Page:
3. Microbiologic studies: As in meningitis. The basis for establishing the etiology of viral CNS infections is detection of viral genetic material in CSF by polymerase chain reaction (PCR) or reverse transcriptase–polymerase chain reaction (RT-PCR); if clinical features suggest herpes simplex encephalitis and PCR results are negative, consider repeat PCR testing after 3 to 7 days.

4. Serologic studies (not useful in immunocompromised patients): Specific IgM levels in CSF (HSV, VZV, EBV, WNV, TBEV where endemic), alternatively specific IgG levels in CSF and serum (CSF levels 20-fold higher than serum levels confirm a CNS infection). Results are usually negative during the first 1 or 2 weeks of encephalitis.

5. Electroencephalography (EEG) is always indicated. The EEG patterns are relatively specific in herpes simplex encephalitis, showing a temporal slowing pattern, and are often detectable earlier than neuroimaging abnormalities.

Differential Diagnosis

Meningitis, intracranial mass (abscess, subdural empyema, intracranial hematoma, primary or metastatic brain tumor, cysticercosis or echinococcosis of the brain), stroke or subarachnoid hemorrhage, cerebral vasculitis (isolated or in the course of systemic diseases), metabolic disturbances (hypoglycemia or hyperglycemia, hyponatremia, hypocalcemia), poisoning (medications, illicit drugs), hepatic or uremic encephalopathy, epilepsy, status epilepticus, psychosis, postinfectious encephalitis (an autoimmune process associated with a viral disease [eg, measles or rubella] or extremely rarely caused by certain vaccines [eg, against rabies or measles], leading to multifocal demyelination, usually mild or moderately severe [low mortality]; CSF negative for viruses; necessary differentiation from multiple sclerosis; MRI essential for diagnosis).


Infection Treatment

1. IV acyclovir (INN aciclovir) 10 mg/kg every 8 hours should be initiated promptly on an empiric basis in all patients with encephalitis (particularly if severe), without waiting for virologic confirmation of the diagnosis (in herpes simplex encephalitis the effectiveness of treatment is correlated with its prompt initiation). Continue the treatment for 3 weeks in those with virologically confirmed HSV.

2. In the case of justified suspicion or a confirmed specific etiology, consider the following:

1) CMV: IV ganciclovir (5 mg/kg by infusion every 12 hours for 3 weeks) in combination with IV foscarnet (60 mg/kg every 8 hours or 90 mg/kg every 12 hours).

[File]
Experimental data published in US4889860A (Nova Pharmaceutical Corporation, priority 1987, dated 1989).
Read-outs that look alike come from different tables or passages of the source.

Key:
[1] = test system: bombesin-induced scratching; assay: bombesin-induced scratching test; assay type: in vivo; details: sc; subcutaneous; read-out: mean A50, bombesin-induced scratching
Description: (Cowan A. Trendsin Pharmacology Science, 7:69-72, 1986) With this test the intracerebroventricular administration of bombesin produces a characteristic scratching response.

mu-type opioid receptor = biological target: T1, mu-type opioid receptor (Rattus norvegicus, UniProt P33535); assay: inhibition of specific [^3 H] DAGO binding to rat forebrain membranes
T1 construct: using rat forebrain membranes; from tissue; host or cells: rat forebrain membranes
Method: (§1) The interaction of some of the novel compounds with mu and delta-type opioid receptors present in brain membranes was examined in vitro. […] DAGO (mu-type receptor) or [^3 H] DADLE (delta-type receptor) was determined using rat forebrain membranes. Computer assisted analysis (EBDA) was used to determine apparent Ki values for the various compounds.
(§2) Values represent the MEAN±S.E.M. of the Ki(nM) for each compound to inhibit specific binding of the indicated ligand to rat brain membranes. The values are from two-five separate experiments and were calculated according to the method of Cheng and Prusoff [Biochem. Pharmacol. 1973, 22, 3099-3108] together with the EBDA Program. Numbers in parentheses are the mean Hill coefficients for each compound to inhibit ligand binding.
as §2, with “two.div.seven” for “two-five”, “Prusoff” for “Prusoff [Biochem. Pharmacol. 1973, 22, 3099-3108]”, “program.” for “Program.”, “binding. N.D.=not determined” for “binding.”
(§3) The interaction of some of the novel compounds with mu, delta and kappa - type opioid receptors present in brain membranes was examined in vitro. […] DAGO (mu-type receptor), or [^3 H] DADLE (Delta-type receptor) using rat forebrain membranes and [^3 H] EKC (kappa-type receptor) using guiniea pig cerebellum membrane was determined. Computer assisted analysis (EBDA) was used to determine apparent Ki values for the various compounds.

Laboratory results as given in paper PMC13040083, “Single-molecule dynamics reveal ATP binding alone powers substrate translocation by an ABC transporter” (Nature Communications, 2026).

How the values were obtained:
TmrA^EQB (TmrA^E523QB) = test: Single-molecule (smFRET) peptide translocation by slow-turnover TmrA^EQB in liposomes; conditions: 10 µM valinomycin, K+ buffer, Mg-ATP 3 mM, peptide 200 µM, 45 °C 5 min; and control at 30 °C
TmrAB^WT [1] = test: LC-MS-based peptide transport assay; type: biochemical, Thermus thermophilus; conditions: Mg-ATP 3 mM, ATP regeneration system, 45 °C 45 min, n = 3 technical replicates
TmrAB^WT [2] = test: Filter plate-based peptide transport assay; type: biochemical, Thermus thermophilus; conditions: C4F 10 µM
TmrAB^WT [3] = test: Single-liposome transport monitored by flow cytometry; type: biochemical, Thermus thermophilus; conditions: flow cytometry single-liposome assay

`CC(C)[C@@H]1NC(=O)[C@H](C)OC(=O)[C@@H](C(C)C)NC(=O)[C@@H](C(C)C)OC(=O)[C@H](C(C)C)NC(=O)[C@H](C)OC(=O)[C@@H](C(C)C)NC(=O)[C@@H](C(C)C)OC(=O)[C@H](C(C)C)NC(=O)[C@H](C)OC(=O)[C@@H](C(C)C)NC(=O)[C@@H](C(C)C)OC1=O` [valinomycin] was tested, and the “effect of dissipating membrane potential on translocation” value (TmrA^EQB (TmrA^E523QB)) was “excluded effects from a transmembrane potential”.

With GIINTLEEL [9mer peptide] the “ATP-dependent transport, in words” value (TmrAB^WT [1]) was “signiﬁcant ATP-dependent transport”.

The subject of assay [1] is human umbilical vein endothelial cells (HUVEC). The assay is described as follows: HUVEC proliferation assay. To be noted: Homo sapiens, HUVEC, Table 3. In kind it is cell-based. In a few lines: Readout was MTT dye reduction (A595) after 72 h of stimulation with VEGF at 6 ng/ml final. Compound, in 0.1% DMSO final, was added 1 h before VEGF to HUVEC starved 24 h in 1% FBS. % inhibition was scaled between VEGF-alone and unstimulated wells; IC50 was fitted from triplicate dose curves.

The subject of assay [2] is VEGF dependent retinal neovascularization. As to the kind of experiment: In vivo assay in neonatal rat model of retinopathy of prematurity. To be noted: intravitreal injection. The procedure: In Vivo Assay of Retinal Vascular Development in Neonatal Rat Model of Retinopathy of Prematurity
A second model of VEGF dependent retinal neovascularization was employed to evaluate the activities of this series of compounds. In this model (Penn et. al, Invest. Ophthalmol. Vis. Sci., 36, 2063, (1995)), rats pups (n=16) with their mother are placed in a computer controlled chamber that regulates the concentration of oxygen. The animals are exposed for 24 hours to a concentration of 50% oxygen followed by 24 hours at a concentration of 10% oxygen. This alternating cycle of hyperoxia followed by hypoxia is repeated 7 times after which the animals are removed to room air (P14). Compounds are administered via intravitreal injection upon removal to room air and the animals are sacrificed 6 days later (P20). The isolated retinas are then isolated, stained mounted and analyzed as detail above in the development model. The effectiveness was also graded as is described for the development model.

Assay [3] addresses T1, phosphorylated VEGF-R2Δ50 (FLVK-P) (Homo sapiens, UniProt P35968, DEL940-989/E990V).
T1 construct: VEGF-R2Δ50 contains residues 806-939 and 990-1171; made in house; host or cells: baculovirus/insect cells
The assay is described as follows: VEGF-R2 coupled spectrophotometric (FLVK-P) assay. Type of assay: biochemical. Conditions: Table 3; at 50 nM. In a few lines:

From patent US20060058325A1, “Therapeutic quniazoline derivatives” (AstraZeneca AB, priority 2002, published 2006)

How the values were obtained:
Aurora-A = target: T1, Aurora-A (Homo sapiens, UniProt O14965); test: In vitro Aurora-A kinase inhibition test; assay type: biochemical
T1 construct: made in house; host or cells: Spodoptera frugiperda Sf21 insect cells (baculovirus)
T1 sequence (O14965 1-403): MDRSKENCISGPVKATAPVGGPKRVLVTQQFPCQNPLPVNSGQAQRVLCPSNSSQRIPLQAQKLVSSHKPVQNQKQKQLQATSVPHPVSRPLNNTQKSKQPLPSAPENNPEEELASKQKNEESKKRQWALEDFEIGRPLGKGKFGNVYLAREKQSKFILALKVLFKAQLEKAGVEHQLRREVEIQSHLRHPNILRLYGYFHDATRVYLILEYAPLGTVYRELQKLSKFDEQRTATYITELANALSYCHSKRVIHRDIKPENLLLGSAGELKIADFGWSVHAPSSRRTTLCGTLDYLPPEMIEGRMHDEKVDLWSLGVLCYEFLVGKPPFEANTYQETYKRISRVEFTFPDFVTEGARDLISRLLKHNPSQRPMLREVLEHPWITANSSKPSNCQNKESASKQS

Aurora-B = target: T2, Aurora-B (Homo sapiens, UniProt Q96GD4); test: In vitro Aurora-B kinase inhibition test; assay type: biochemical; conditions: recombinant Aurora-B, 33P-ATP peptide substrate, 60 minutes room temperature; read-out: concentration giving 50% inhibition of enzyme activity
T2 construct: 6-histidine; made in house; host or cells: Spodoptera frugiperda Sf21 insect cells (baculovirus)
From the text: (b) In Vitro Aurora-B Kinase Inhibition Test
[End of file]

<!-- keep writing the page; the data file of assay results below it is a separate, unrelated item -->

2) VZV: IV acyclovir 10 to 15 mg/kg by infusion every 8 hours for 10 to 14 days; alternatively you may use ganciclovir.

3) HHV-6 in patients with impaired cell-mediated immunity: Our pattern of practice involves ganciclovir or foscarnet. Cidofovir may also be considered.

4) Fungal infections: see Meningitis.

Supportive Treatment

As in meningitis. Supportive treatment is crucial in encephalitis. Empiric glucocorticoids are not used.


The effectiveness of treatment is confirmed by the resolution of signs and symptoms and improvement in the patient’s general clinical condition. It is not necessary to perform a routine follow-up CSF examination. In case of a lack of improvement or development of complications, repeat CSF analysis and neuroimaging studies (preferably MRI). Postinflammatory CSF abnormalities may persist for considerable time after the resolution of the acute phase of the disease.


In acute encephalitis: status epilepticus, brain herniation (as a result of raised intracranial pressure), syndrome of inappropriate antidiuretic hormone secretion (SIADH).

Late complications include permanent paresis or paralysis, epilepsy, psychotic disorders, memory impairment, dementia, and aphasia.


Prognosis is poor. Mortality rates are particularly high in herpes simplex encephalitis (in patients receiving no specific antiviral treatment, mortality rates are 70%-80%; in patients in whom treatment is initiated early, prior to loss of consciousness, the mortality rate is 30%). Encephalitis or cerebellitis in the course of varicella. Fungal CNS infections: see Meningitis.


1. Vaccination against measles, mumps, rubella, VZV, influenza, poliomyelitis, rabies in high-risk individuals (long-term travelers, veterinary workers, those interacting with wild animals).

2. Passive immunoprophylaxis: In special cases administer varicella-zoster immunoglobulin (VZIG), rabies immunoglobulin (RIG), or antimeasles virus immunoglobulin.

3. Avoidance of any contact with wild animals and stray dogs and cats (prophylaxis of rabies).

4. In endemic areas outside North America nonspecific protection against ticks: see Infection Prevention: Nonspecific Insect and Tick Bite Precautions (prophylaxis of TBEV).